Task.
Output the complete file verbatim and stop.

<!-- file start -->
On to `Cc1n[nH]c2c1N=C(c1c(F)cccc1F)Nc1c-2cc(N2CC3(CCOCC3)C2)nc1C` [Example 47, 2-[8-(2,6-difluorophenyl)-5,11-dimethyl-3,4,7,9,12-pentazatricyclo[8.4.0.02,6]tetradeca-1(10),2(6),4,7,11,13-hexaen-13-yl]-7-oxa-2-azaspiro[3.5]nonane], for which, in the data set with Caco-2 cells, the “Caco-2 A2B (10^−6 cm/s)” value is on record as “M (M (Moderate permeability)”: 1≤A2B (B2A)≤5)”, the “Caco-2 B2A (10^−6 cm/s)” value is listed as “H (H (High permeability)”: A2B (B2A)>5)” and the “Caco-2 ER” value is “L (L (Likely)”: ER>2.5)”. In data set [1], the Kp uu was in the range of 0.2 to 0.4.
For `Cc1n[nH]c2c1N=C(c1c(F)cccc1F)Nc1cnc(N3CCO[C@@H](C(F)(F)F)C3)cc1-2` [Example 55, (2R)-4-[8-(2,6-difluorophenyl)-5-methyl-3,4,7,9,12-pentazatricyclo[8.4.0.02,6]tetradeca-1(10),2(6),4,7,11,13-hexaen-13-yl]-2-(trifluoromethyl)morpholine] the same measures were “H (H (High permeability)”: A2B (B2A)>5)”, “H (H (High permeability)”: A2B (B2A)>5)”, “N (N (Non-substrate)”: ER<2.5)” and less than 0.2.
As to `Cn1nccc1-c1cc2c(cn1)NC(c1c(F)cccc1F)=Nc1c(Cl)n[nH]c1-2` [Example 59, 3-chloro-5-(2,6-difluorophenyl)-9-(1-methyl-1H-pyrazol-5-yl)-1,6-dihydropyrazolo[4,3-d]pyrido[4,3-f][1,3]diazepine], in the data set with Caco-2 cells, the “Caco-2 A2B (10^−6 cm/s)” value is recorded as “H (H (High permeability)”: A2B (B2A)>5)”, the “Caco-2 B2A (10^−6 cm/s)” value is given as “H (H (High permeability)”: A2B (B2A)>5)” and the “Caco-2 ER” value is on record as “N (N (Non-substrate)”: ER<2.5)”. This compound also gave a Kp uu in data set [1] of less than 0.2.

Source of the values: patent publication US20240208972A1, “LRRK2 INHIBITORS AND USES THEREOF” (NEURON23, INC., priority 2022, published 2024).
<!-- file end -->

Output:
On to `Cc1n[nH]c2c1N=C(c1c(F)cccc1F)Nc1c-2cc(N2CC3(CCOCC3)C2)nc1C` [Example 47, 2-[8-(2,6-difluorophenyl)-5,11-dimethyl-3,4,7,9,12-pentazatricyclo[8.4.0.02,6]tetradeca-1(10),2(6),4,7,11,13-hexaen-13-yl]-7-oxa-2-azaspiro[3.5]nonane], for which, in the data set with Caco-2 cells, the “Caco-2 A2B (10^−6 cm/s)” value is on record as “M (M (Moderate permeability)”: 1≤A2B (B2A)≤5)”, the “Caco-2 B2A (10^−6 cm/s)” value is listed as “H (H (High permeability)”: A2B (B2A)>5)” and the “Caco-2 ER” value is “L (L (Likely)”: ER>2.5)”. In data set [1], the Kp uu was in the range of 0.2 to 0.4.
For `Cc1n[nH]c2c1N=C(c1c(F)cccc1F)Nc1cnc(N3CCO[C@@H](C(F)(F)F)C3)cc1-2` [Example 55, (2R)-4-[8-(2,6-difluorophenyl)-5-methyl-3,4,7,9,12-pentazatricyclo[8.4.0.02,6]tetradeca-1(10),2(6),4,7,11,13-hexaen-13-yl]-2-(trifluoromethyl)morpholine] the same measures were “H (H (High permeability)”: A2B (B2A)>5)”, “H (H (High permeability)”: A2B (B2A)>5)”, “N (N (Non-substrate)”: ER<2.5)” and less than 0.2.
As to `Cn1nccc1-c1cc2c(cn1)NC(c1c(F)cccc1F)=Nc1c(Cl)n[nH]c1-2` [Example 59, 3-chloro-5-(2,6-difluorophenyl)-9-(1-methyl-1H-pyrazol-5-yl)-1,6-dihydropyrazolo[4,3-d]pyrido[4,3-f][1,3]diazepine], in the data set with Caco-2 cells, the “Caco-2 A2B (10^−6 cm/s)” value is recorded as “H (H (High permeability)”: A2B (B2A)>5)”, the “Caco-2 B2A (10^−6 cm/s)” value is given as “H (H (High permeability)”: A2B (B2A)>5)” and the “Caco-2 ER” value is on record as “N (N (Non-substrate)”: ER<2.5)”. This compound also gave a Kp uu in data set [1] of less than 0.2.

Source of the values: patent publication US20240208972A1, “LRRK2 INHIBITORS AND USES THEREOF” (NEURON23, INC., priority 2022, published 2024).